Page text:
• More data scraping defendants likely will argue “conflict preemption.” Undoubtedly, the most important takeaways from the court’s decision are its broad reading of conflict preemption and its statement that unauthorized scraping cases likely are best resolved through the Copyright Act. The decision arguably constitutes a significant departure from many years of jurisprudence that focused on the extent to which a breach of contract claim presented an ”extra element” and was therefore not preempted by the Copyright Act. If other courts follow in Bright Data’s footsteps, and/or the current decision is not reversed on any appeal, it could make it more difficult for companies to rely on breach of contract and state law claims to block unauthorized scraping, where the content at issue is protected (or arguably protected) by copyright. That said, an important factor here was that X Corp. was only a non-exclusive licensee of the applicable content, and it is possible that the court may have reached a different conclusion if X Corp. owned (or held an exclusive license to) the content at issue.
  • Terms of use may be revised to eliminate limitations that would conflict with copyright law. As noted, the court highlighted its concern that applying the X platform Terms would have allowed X Corp. to protect content that is not copyrightable, such as short phrases, and would prohibit permissible uses, such as those protected by fair use. Companies may want to consider whether limitations on the use of content set forth in their terms of use make clear that such limits do not prohibit uses otherwise permitted by law.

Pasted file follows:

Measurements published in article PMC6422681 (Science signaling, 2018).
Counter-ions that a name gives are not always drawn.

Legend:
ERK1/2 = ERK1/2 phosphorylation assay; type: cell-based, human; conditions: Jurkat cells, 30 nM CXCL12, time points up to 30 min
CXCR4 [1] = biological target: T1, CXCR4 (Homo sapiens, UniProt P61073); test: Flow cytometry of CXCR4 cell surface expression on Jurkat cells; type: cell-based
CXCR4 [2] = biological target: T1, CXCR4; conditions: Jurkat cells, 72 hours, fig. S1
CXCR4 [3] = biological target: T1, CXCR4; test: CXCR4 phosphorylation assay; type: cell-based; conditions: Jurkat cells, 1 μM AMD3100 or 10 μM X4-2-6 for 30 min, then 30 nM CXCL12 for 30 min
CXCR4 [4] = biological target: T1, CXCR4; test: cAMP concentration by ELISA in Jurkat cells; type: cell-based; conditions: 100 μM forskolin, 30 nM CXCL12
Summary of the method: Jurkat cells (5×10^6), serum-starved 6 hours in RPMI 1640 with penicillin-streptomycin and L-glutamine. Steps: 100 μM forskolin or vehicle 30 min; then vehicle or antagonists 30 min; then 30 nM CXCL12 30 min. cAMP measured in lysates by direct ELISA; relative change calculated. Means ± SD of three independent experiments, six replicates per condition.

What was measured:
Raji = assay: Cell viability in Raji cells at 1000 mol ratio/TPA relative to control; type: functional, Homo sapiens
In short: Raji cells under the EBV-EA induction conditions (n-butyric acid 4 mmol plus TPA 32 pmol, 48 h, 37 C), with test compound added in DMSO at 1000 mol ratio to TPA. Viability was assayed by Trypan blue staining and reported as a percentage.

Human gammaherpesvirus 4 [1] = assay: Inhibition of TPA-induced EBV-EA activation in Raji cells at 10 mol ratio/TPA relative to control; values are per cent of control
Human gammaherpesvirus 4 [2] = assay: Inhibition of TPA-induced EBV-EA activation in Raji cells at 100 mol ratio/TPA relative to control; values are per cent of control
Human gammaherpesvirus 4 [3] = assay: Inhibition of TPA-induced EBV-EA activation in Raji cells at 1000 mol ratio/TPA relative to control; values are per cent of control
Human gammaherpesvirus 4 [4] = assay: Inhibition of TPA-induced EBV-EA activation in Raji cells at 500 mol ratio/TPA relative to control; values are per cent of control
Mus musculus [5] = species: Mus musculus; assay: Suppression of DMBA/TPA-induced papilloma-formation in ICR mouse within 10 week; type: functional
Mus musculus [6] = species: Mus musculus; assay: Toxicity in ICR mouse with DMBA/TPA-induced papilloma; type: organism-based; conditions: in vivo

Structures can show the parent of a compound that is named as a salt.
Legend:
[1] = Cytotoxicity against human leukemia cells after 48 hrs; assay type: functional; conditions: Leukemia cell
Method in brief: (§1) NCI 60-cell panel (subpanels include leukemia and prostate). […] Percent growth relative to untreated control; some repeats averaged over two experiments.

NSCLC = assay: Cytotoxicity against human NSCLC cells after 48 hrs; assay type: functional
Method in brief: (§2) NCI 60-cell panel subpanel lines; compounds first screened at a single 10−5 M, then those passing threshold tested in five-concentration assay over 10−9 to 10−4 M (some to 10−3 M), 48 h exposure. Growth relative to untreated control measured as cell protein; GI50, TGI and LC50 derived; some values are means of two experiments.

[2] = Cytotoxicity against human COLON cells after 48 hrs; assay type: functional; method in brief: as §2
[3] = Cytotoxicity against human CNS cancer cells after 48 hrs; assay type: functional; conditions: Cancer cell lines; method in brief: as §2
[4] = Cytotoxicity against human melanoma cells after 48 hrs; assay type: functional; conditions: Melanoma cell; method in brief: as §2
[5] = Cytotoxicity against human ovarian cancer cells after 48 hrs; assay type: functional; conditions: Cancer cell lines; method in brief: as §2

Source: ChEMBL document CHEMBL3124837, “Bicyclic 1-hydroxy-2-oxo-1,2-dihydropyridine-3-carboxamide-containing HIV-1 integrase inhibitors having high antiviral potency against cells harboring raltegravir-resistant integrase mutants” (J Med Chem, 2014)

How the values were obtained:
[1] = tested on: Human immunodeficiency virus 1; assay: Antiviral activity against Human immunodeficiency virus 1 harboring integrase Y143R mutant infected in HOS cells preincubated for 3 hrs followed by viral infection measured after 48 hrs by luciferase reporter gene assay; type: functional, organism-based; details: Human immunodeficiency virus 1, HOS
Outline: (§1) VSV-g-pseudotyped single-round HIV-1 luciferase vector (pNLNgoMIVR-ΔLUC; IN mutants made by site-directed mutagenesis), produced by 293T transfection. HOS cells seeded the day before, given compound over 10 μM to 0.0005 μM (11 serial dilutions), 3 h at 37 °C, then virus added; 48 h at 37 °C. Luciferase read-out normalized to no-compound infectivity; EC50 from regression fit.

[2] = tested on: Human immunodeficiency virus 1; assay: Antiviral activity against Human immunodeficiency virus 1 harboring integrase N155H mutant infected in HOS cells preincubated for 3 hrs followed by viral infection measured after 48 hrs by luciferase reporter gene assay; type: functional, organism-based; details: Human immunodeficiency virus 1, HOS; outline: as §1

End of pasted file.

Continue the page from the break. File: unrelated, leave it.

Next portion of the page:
• Actual knowledge may make browsewrap agreements enforceable. Browsewrap agreements are online terms that are presented through an inconspicuous link, often at the bottom of a web page, and without any requirement that the user manifest assent, such as by clicking an “I agree” button. Courts generally have held that these agreements are unenforceable, as they do not create a binding agreement. However, the Bright Data court noted an important exception to this principle; namely, that browsewrap agreements can be enforceable where the party had actual knowledge of the terms. The court found that this was the case here, and also highlighted that Bright Data was a sophisticated party that was well aware of the contractual prohibitions at issue.


1 Compare, for example, ProCD, Inc. v. Zeidenberg, 86 F.3d 1447, 1454–55 (7th Cir. 1996) (“a simple two-party contract is not ‘equivalent to any exclusive rights within the general scope of copyright’ and therefore may be enforced”) and MLGenius Holdings LLC v. Google LLC, No. 20-3113, 2022 WL 710744 (2d Cir. Mar. 10, 2022), cert. denied, 143 S.Ct. 2658 (2023) (holding that certain breach of contract claims may not be qualitatively different from a copyright claim and could therefore be preempted).

2 786 F.3d 754, 760 (9th Cir. 2015).